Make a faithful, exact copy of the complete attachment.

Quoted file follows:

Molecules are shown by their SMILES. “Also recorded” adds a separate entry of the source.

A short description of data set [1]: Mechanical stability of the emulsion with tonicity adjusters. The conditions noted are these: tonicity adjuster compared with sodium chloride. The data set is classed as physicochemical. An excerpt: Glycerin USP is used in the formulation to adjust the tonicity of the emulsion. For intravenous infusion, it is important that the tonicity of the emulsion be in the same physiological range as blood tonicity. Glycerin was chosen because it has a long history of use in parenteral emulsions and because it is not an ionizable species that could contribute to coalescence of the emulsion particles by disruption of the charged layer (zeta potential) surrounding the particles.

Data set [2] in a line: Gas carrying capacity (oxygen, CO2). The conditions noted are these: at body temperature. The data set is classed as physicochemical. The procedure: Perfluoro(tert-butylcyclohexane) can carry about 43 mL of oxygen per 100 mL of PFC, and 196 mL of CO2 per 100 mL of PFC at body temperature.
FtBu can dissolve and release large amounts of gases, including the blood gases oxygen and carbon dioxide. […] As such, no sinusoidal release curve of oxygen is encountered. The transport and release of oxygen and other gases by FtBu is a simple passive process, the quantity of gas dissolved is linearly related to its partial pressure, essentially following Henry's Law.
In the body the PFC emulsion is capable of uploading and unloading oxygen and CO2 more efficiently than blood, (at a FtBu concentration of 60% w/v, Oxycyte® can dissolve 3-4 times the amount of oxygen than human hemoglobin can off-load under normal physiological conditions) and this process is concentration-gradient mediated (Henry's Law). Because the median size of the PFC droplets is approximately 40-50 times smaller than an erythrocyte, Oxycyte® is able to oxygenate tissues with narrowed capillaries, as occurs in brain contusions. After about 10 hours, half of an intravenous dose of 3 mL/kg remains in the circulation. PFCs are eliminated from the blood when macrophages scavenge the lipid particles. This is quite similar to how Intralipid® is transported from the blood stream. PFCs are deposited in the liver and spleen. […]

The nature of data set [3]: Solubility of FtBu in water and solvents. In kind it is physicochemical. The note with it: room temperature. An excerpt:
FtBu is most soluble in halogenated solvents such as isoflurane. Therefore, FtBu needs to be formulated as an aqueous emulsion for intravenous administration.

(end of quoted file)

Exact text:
Molecules are shown by their SMILES. “Also recorded” adds a separate entry of the source.

A short description of data set [1]: Mechanical stability of the emulsion with tonicity adjusters. The conditions noted are these: tonicity adjuster compared with sodium chloride. The data set is classed as physicochemical. An excerpt: Glycerin USP is used in the formulation to adjust the tonicity of the emulsion. For intravenous infusion, it is important that the tonicity of the emulsion be in the same physiological range as blood tonicity. Glycerin was chosen because it has a long history of use in parenteral emulsions and because it is not an ionizable species that could contribute to coalescence of the emulsion particles by disruption of the charged layer (zeta potential) surrounding the particles.

Data set [2] in a line: Gas carrying capacity (oxygen, CO2). The conditions noted are these: at body temperature. The data set is classed as physicochemical. The procedure: Perfluoro(tert-butylcyclohexane) can carry about 43 mL of oxygen per 100 mL of PFC, and 196 mL of CO2 per 100 mL of PFC at body temperature.
FtBu can dissolve and release large amounts of gases, including the blood gases oxygen and carbon dioxide. […] As such, no sinusoidal release curve of oxygen is encountered. The transport and release of oxygen and other gases by FtBu is a simple passive process, the quantity of gas dissolved is linearly related to its partial pressure, essentially following Henry's Law.
In the body the PFC emulsion is capable of uploading and unloading oxygen and CO2 more efficiently than blood, (at a FtBu concentration of 60% w/v, Oxycyte® can dissolve 3-4 times the amount of oxygen than human hemoglobin can off-load under normal physiological conditions) and this process is concentration-gradient mediated (Henry's Law). Because the median size of the PFC droplets is approximately 40-50 times smaller than an erythrocyte, Oxycyte® is able to oxygenate tissues with narrowed capillaries, as occurs in brain contusions. After about 10 hours, half of an intravenous dose of 3 mL/kg remains in the circulation. PFCs are eliminated from the blood when macrophages scavenge the lipid particles. This is quite similar to how Intralipid® is transported from the blood stream. PFCs are deposited in the liver and spleen. […]

The nature of data set [3]: Solubility of FtBu in water and solvents. In kind it is physicochemical. The note with it: room temperature. An excerpt:
FtBu is most soluble in halogenated solvents such as isoflurane. Therefore, FtBu needs to be formulated as an aqueous emulsion for intravenous administration.